Chapter 12 : Pneumococcal Vaccines: Manufacture and Quality Control for Product Release

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The first industrially produced pneumococcal polysaccharide (PS) vaccine was made under contract from NIAID to Eli Lilly and Company. The source of the strains for this vaccine was the American Type Culture Collection (ATCC), which in essence generated, characterized, and maintained the master seeds. Pneumococcal identity testing should include analyses of colony morphology, Gram staining, and the ability of the organism to ferment insulin and to be lysed in the bile solubility test, as well as its sensitivity to optochin. Personnel involved with production and control should be satisfactorily trained on the standard operating procedures for dealing with emergencies arising from accidental spillage, leakage, or other possible events that may disseminate pneumococcal organisms. All these personnel should maintain records of this training and include records of being vaccinated with a licensed pneumococcal vaccine. PS identification can take the form of a serological method using type-specific antisera. The assay should not only identify the specific type of the PS but also rule out that the PS reacts with any of the other sera, thus demonstrating specificity. Nuclear magnetic resonance is being employed on an ever-increasing scale, not only to identify, characterize, and quantify the particular PS but also to monitor each lot for various impurities, such as the most frequent contaminant, the C-polysaccharide. The efficacy and effectiveness of pneumococcal conjugate vaccines have been difficult to establish with well-controlled clinical trials and will become more complicated in the future.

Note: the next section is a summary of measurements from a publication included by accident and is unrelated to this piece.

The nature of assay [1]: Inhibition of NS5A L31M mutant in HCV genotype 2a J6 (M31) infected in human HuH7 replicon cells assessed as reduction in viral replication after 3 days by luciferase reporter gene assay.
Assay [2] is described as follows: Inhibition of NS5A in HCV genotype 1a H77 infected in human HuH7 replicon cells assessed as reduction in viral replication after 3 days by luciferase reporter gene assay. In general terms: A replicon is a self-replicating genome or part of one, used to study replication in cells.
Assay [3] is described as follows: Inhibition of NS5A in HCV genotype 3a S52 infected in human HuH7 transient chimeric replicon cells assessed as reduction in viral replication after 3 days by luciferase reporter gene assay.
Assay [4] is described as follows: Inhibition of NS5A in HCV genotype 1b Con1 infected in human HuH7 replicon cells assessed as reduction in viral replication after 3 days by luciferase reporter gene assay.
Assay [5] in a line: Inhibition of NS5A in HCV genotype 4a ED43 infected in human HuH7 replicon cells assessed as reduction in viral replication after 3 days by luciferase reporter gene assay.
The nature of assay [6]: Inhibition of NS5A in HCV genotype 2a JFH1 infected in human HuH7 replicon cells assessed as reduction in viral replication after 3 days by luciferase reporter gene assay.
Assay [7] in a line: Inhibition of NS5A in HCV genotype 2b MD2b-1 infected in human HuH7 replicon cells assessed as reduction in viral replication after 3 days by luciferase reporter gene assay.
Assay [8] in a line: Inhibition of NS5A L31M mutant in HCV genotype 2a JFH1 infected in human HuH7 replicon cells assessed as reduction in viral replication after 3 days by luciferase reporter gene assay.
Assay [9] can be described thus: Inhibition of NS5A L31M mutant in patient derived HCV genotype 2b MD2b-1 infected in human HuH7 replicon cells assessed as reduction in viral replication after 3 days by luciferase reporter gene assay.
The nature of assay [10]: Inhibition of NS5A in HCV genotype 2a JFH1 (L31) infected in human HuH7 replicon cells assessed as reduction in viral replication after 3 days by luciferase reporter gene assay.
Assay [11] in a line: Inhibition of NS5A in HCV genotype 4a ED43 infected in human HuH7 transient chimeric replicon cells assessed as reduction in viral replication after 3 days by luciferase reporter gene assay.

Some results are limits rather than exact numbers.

Citation: Blake M. 2008. Pneumococcal Vaccines: Manufacture and Quality Control for Product Release, p 175-182. In Siber G, Klugman K, Mäkelä P (ed), Pneumococcal Vaccines. ASM Press, Washington, DC. doi: 10.1128/9781555815820.ch12
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